Hickman, Leo. 2011. "The 1847 Lecture that Predicted Human-induced Climate Change." The Guardian 20 June:15-17.

Ikerd, John E. 2012. The Essentials of Economic Sustainability. Kumarian Press, West Hartford. [excerpt 1: “The Three Ecological Principles of Economic Sustainability” in CSR Wire] [excerpt 2: “Ethics & The Challenge of Economic Sustainability” in CSR Wire] [excerpt 3: “The Hierarchy of Economic Sustainability: Getting The Principles Right” in CSR Wire]

IUCN. 1980. World Conservation Strategy: Living Resource Conservation for Sustainable Development. International Union for the Conservation of Nature and Natural Resources (IUCN), Gland, Switzerland. [PDF]

From the Executive Summary on urgency:

These objectives must be achieved as a matter of urgency because:

  • the planet's capacity to support people is being irreversibly reduced in both developing and developed countries;
  • hundreds of millions of rural people in developing countries, including 500 million malnourished and 800 million destitute, are compelled to destroy the resources necessary to free them from starvation and poverty;
  • the energy, financial and other costs of providing goods and services are growing;
  • the resource base of major industries is shrinking.

From the main document on life-support systems and evolution:

  • "Living resource conservation has three specific objectives: 1) to maintain essential ecological processes and life-support systems (such as soil regeneration and protection, the recycling of nutrients, and the cleansing of waters), on which human survival and development depend; 2) to preserve genetic diversity (the range of genetic material found in the world's organisms), on which depend the breeding programmes necessary for the protection and improvement of cultivated plants and domesticated animals, as well as much scientific advance, technical innovation, and the security of the many industries that use living resources; 3) to ensure the sustainable utilization of species and ecosystems (notably fish and other wildlife, forests and grazing lands), which support millions of rural communities as well as major industries." (sec. 1.7)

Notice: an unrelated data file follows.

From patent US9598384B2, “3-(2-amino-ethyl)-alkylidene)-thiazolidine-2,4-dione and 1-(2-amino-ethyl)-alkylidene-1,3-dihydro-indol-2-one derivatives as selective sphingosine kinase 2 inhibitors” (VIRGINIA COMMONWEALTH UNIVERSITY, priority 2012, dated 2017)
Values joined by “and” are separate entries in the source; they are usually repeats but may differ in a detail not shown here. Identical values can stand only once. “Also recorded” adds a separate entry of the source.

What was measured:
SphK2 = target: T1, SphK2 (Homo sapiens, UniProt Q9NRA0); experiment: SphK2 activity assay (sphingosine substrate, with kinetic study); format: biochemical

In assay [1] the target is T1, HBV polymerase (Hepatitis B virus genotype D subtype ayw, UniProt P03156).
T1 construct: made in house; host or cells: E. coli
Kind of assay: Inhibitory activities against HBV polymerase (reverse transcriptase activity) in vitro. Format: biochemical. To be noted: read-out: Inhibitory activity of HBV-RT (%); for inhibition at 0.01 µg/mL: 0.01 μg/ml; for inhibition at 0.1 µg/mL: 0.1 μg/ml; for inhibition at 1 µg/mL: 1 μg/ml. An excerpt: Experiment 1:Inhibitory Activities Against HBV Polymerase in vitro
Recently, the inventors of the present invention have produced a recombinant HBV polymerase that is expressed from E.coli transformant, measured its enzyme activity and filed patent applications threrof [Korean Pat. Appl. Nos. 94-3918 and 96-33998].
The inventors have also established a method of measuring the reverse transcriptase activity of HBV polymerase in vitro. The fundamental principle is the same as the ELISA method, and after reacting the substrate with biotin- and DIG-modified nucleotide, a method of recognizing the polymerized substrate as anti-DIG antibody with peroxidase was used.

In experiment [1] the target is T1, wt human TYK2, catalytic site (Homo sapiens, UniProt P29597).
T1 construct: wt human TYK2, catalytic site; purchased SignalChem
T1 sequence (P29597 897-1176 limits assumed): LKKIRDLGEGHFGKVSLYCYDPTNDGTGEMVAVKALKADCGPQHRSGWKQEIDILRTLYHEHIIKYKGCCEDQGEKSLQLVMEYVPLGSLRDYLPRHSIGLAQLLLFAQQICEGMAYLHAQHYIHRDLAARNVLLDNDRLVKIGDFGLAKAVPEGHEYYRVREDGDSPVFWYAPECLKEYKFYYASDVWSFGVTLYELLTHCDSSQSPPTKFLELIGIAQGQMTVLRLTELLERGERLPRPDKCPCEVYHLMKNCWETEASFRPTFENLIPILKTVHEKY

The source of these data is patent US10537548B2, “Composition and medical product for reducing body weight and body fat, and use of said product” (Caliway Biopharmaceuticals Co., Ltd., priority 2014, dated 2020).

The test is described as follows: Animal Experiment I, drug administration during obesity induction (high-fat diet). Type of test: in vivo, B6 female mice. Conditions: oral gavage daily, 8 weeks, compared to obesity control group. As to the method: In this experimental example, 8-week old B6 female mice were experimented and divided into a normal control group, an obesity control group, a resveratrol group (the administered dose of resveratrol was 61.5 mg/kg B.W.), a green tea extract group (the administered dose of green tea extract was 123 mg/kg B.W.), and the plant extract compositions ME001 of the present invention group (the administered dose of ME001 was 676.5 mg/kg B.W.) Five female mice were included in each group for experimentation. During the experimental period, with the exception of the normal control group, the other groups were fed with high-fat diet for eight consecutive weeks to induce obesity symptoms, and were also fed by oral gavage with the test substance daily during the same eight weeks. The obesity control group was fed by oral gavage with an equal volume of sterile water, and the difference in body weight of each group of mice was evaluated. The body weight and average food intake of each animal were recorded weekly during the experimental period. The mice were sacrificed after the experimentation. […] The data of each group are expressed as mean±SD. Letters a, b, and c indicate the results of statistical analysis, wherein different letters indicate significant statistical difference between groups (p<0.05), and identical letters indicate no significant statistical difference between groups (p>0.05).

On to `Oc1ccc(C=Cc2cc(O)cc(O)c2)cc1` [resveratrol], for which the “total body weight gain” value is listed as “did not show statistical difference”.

• "The issue of moral principle relates particularly to species extinction, and may be stated as follows. Human beings have become a major evolutionary force. While lacking the knowledge to control the biosphere, we have the power to change it radically. We are morally obliged-to our descendants and to other creatures-to act prudently. Since our capacity to alter the course of evolution does not make us any the less subject to it, wisdom also dictates that we be prudent. We cannot predict what species may become useful to us. Indeed we may learn that many species that seem dispensable are capable of providing important products, such as pharmaceuticals, or are vital parts of life-support systems on which we depend. For reasons of ethics and self-interest, therefore, we should not knowingly cause the extinction of a species." (sec. 3.2)

Kuhn, Thomas S. 1962. The Structure of Scientific Revolutions. University of Chicago Press, Chicago. [wikipedia summary] [summary] [chapter 3: "The Nature and Necessity of Scientific Revolutions"] [guide by Malcom Forster]

Leakey, Richard E. and Roger Lewin. 1995. The Sixth Extinction: Patterns of Life and the Future of Mankind. Doubleday, New York. [Chapter 13] [review]

Leopold, Aldo. 1949. A Sand County Almanac. Oxford University Press, New York. [discussion guide (PDF)] [excerpts

Lovelock, James E. 1979. Gaia: A New Look at Life on Earth. Oxford University Press, Oxford. [introduction]

Lovins, Amory B. 1977. Soft Energy Paths: Toward a Durable Peace. Cambridge, Massachusetts.

Lubchenco, Jane. 1998. "Entering the Century of the Environment: A New Social Contract for Science." Science 279(5350):491-497.

Marsh, George Perkins. 1864. Man and Nature: or Physical Geography as Modified by Human Action. Belknap Press of Harvard University, Cambridge. [review]